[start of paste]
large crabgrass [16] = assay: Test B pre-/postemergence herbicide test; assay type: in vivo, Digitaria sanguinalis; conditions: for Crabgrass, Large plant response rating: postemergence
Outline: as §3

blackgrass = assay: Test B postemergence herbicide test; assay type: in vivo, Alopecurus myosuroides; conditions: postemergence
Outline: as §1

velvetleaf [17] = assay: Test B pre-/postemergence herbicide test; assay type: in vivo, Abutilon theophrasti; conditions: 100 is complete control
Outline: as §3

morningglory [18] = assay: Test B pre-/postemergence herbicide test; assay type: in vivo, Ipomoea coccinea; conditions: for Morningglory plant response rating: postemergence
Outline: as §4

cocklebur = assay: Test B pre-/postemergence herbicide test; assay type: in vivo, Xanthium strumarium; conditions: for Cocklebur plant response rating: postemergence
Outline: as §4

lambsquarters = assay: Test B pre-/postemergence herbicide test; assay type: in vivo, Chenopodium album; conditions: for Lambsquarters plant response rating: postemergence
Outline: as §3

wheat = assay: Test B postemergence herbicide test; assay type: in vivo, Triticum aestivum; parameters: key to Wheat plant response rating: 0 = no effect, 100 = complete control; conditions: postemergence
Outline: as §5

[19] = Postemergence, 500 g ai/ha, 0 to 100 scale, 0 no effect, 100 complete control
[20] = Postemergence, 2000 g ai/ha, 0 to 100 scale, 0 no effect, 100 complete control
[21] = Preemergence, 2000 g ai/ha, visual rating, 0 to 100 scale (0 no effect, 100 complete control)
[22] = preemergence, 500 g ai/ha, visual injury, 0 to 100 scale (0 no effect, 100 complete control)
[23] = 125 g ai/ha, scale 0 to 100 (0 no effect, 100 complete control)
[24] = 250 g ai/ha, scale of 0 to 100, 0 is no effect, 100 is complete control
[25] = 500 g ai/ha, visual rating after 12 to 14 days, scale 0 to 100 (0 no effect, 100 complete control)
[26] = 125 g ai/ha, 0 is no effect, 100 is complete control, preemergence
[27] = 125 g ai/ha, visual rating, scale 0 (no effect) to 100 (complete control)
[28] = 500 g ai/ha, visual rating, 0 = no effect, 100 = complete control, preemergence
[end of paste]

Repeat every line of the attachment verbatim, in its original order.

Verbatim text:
large crabgrass [16] = assay: Test B pre-/postemergence herbicide test; assay type: in vivo, Digitaria sanguinalis; conditions: for Crabgrass, Large plant response rating: postemergence
Outline: as §3

blackgrass = assay: Test B postemergence herbicide test; assay type: in vivo, Alopecurus myosuroides; conditions: postemergence
Outline: as §1

velvetleaf [17] = assay: Test B pre-/postemergence herbicide test; assay type: in vivo, Abutilon theophrasti; conditions: 100 is complete control
Outline: as §3

morningglory [18] = assay: Test B pre-/postemergence herbicide test; assay type: in vivo, Ipomoea coccinea; conditions: for Morningglory plant response rating: postemergence
Outline: as §4

cocklebur = assay: Test B pre-/postemergence herbicide test; assay type: in vivo, Xanthium strumarium; conditions: for Cocklebur plant response rating: postemergence
Outline: as §4

lambsquarters = assay: Test B pre-/postemergence herbicide test; assay type: in vivo, Chenopodium album; conditions: for Lambsquarters plant response rating: postemergence
Outline: as §3

wheat = assay: Test B postemergence herbicide test; assay type: in vivo, Triticum aestivum; parameters: key to Wheat plant response rating: 0 = no effect, 100 = complete control; conditions: postemergence
Outline: as §5

[19] = Postemergence, 500 g ai/ha, 0 to 100 scale, 0 no effect, 100 complete control
[20] = Postemergence, 2000 g ai/ha, 0 to 100 scale, 0 no effect, 100 complete control
[21] = Preemergence, 2000 g ai/ha, visual rating, 0 to 100 scale (0 no effect, 100 complete control)
[22] = preemergence, 500 g ai/ha, visual injury, 0 to 100 scale (0 no effect, 100 complete control)
[23] = 125 g ai/ha, scale 0 to 100 (0 no effect, 100 complete control)
[24] = 250 g ai/ha, scale of 0 to 100, 0 is no effect, 100 is complete control
[25] = 500 g ai/ha, visual rating after 12 to 14 days, scale 0 to 100 (0 no effect, 100 complete control)
[26] = 125 g ai/ha, 0 is no effect, 100 is complete control, preemergence
[27] = 125 g ai/ha, visual rating, scale 0 (no effect) to 100 (complete control)
[28] = 500 g ai/ha, visual rating, 0 = no effect, 100 = complete control, preemergence